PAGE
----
On an early spring day nearly 450 years ago, a young Spanish composer wandered through Rome where he had become cantor and organist at the church of Santa Maria di Monserrato. Tomás Luis de Victoria spent 22 years in the Italian city, from 1565 to 1587, and they were productivissimo. He held a number of prestigious posts, followed in Palestrina's footsteps as Maestro di Cappella at the Pontifical Roman Seminary, and took keen inspiration from the contemporary musical styles he encountered there. In return, his compositions influenced the thriving international community of composers in Rome.
Orlando Chamber Choir’s programme begins with Giovanni da Palestrina’s rousing motet Jubilate Deo which highlights the Renaissance master’s influence on the younger De Victoria, whom he may have taught. We travel back in time to the Italian sojourns of Franco-Flemish composers Orlando di Lasso and Jacques Arcadelt. While in Rome they made their first forays into the madrigal form which, a few decades later, Luca Marenzio brought to its zenith with his chromatic style and exquisite word-painting – much to De Victoria’s admiration.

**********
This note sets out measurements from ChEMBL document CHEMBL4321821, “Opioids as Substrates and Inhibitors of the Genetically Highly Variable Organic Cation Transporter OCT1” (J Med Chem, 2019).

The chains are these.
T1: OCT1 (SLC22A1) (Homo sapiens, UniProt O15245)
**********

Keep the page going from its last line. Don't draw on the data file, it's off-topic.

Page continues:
At the centre of the programme are four motets by De Victoria, including his superbly-crafted twelve-part Laetatus sum and the sublime Vidi speciosam for six voice parts.
Elements of Philippe de Monte’s motet Super flumina Babylonis suggest that, during his Roman years, he too was inspired by De Victoria’s writing. Our journey ends with a late work by Palestrina in which a wing-flapping angel descends from heaven, and with the Introit of the profoundly moving Requiem Mass by Roman-born composer Giovanni Anerio.
On his wander through Renaissance Rome, little did De Victoria know what influence his music would have, and how it would blend with his colleagues’ works into such a rich and varied programme.